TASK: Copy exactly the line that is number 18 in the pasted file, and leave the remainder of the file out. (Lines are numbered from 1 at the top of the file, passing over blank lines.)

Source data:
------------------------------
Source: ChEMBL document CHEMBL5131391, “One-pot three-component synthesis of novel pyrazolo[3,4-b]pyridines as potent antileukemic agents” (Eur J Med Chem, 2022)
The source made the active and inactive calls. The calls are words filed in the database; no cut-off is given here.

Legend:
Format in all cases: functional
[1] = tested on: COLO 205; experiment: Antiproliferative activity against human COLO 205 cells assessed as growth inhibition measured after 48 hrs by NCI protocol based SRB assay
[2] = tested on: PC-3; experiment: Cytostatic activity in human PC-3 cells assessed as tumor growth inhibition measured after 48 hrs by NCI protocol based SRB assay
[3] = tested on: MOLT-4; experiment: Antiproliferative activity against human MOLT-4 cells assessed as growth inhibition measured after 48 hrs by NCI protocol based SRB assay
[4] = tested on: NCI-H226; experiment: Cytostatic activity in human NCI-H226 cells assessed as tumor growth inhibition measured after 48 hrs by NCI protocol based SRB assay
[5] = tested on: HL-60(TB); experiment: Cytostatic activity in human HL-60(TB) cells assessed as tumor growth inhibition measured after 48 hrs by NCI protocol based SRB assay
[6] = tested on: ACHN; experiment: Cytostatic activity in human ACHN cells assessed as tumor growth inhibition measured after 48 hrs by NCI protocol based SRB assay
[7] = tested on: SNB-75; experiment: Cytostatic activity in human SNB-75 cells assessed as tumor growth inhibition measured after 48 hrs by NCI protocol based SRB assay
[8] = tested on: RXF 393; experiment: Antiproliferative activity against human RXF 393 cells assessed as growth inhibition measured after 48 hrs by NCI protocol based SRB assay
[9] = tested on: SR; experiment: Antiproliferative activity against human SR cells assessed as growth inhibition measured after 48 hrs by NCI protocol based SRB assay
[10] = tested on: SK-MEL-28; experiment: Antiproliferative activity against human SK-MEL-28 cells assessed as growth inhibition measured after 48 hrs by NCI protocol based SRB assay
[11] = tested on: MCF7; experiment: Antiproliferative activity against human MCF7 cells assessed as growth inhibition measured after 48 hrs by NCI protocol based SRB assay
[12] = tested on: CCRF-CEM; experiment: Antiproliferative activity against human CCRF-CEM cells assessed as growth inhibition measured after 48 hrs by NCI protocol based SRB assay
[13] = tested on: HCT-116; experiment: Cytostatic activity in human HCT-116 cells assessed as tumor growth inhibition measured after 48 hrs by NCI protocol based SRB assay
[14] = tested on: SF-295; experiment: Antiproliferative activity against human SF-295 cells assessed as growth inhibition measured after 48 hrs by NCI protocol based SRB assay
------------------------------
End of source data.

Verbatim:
[14] = tested on: SF-295; experiment: Antiproliferative activity against human SF-295 cells assessed as growth inhibition measured after 48 hrs by NCI protocol based SRB assay